Paul had spotted an uncanny and disturbing similarity between what was happening to the Corinthians and what had happened long ago to the children of Israel at the time of the Exodus. Had the Corinthians experienced God’s deliverance? Well, so had Israel, in their release from slavery in Egypt. Had the Corinthians been baptised? Well, the Israelites had undergone a sort of baptism. Were the Corinthians being spiritually nourished by the bread and the wine at the Lord’s Supper? Well, God’s people had been given spiritual food and drink to sustain them in the wilderness. Had the Corinthians witnessed miracles? So had the Israelites. Had the Corinthians known God’s presence and guidance? So had the Israelites. An entire nation had begun that journey out of Egypt. But how many people actually completed the journey and entered the promised land? Just two. All the rest perished in the desert. Why? because they had allowed themselves to be led into idolatry, sexual immorality, putting the Lord to the test, and rebellious complaining against God. And it was precisely the same evils that the Corinthians were in danger of lapsing into.
Lesson: beginning our spiritual journey with great privileges does not guarantee entry into final blessing. Or, as Paul puts it in 1 Cor 10:11f ‘These things happened to them as examples and were written down as warnings for us, on whom the fulfillment of the ages has come. So, if you think you are standing firm, be careful that you don’t fall!’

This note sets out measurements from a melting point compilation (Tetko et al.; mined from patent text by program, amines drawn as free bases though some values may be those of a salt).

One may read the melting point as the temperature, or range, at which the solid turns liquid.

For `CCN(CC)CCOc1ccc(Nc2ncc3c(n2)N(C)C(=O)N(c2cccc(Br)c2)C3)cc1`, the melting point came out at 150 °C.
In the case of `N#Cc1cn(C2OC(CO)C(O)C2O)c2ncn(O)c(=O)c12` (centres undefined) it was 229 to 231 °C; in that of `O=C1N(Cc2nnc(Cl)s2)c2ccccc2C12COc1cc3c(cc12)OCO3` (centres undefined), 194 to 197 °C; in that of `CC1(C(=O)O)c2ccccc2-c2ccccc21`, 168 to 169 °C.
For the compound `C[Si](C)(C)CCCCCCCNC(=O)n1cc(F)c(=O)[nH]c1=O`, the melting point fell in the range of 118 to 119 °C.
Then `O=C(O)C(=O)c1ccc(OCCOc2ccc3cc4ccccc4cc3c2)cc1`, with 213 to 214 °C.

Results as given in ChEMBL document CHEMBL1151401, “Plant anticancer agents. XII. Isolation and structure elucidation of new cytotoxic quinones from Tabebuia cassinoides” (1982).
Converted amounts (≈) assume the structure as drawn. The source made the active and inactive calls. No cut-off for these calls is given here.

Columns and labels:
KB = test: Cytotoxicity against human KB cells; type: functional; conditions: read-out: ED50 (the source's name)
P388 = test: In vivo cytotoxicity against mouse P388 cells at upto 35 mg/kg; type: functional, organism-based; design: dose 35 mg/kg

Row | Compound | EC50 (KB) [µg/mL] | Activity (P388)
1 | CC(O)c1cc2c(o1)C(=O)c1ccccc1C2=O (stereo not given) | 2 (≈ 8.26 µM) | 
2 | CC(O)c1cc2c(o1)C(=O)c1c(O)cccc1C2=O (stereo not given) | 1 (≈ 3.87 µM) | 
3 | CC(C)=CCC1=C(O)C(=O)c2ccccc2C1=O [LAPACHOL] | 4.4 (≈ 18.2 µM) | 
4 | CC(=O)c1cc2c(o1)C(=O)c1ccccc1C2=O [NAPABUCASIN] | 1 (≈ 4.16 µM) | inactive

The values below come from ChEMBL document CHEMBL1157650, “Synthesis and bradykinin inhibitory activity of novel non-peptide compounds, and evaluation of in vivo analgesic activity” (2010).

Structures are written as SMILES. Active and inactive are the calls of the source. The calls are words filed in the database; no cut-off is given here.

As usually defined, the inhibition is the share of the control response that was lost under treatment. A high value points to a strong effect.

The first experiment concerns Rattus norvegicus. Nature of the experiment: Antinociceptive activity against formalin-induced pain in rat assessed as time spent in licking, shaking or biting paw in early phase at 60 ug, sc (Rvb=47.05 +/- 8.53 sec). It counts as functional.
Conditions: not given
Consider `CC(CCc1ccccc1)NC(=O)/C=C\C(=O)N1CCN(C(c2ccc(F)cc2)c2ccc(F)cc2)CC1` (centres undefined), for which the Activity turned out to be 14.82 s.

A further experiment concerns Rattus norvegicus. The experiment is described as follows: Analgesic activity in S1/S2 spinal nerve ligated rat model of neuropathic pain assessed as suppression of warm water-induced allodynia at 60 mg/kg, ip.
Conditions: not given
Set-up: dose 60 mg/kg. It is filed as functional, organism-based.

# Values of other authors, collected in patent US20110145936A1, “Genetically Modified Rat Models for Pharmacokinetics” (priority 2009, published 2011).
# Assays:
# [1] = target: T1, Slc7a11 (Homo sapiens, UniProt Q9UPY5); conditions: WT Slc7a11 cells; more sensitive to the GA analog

I know that some of us feel extremely uncomfortable about this kind of warning. After all, doesn’t Scripture assure us that those who are truly saved can never be lost? It does indeed. Didn’t our Saviour himself declare: John 10:28 “I give them eternal life, and they shall never perish; no one can snatch them out of my hand.” He did indeed. So why do we find even Paul himself expressing concern that he might be disqualified for the prize, 9:27? I can do no better than to pass on to you the comment of Charles Hodge on this verse: ‘What an argument and what a reproof is this! The reckless and listless Corinthians thought they could safely indulge themselves to the very verge of sin, while this devoted apostle considered himself as engaged in a life-struggle for his salvation. This same apostle, however, who evidently acted on the principle that the righteous scarcely are saved, and that the kingdom of heaven suffereth violence, at other times breaks out in the most joyful assurance of salvation, and says that he was persuaded that nothing in heaven, earth or hell could ever separate him from the love of God. Romans 8:38, 39. The one state of mind is the necessary condition of the other. It is only those who are conscious of this constant and deadly struggle with sin, to whom this assurance is given. In the very same breath that Paul says, “O wretched man that I am;” he adds, “Thanks be to God who giveth us the victory,” Romans 7:24, 25. It is the indolent and self-indulgent Christian who is always in doubt.’